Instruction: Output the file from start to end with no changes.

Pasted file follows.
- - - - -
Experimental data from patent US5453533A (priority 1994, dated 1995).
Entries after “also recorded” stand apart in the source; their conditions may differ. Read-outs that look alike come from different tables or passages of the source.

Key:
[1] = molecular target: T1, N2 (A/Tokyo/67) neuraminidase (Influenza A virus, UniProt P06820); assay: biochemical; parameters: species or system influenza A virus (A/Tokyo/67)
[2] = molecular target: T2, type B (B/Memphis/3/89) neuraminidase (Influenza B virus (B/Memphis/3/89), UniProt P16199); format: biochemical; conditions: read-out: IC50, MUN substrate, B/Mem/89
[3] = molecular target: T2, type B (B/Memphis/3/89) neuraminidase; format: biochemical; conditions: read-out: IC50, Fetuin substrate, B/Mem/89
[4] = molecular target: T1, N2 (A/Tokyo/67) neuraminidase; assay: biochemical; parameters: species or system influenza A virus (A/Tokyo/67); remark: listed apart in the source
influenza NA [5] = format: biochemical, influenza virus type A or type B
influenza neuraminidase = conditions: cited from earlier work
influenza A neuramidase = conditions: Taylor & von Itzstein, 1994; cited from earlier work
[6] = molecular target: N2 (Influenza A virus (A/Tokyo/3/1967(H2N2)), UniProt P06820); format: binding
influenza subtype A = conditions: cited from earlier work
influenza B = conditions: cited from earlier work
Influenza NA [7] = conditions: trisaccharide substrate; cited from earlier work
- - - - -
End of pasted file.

Experimental data from patent US5453533A (priority 1994, dated 1995).
Entries after “also recorded” stand apart in the source; their conditions may differ. Read-outs that look alike come from different tables or passages of the source.

Key:
[1] = molecular target: T1, N2 (A/Tokyo/67) neuraminidase (Influenza A virus, UniProt P06820); assay: biochemical; parameters: species or system influenza A virus (A/Tokyo/67)
[2] = molecular target: T2, type B (B/Memphis/3/89) neuraminidase (Influenza B virus (B/Memphis/3/89), UniProt P16199); format: biochemical; conditions: read-out: IC50, MUN substrate, B/Mem/89
[3] = molecular target: T2, type B (B/Memphis/3/89) neuraminidase; format: biochemical; conditions: read-out: IC50, Fetuin substrate, B/Mem/89
[4] = molecular target: T1, N2 (A/Tokyo/67) neuraminidase; assay: biochemical; parameters: species or system influenza A virus (A/Tokyo/67); remark: listed apart in the source
influenza NA [5] = format: biochemical, influenza virus type A or type B
influenza neuraminidase = conditions: cited from earlier work
influenza A neuramidase = conditions: Taylor & von Itzstein, 1994; cited from earlier work
[6] = molecular target: N2 (Influenza A virus (A/Tokyo/3/1967(H2N2)), UniProt P06820); format: binding
influenza subtype A = conditions: cited from earlier work
influenza B = conditions: cited from earlier work
Influenza NA [7] = conditions: trisaccharide substrate; cited from earlier work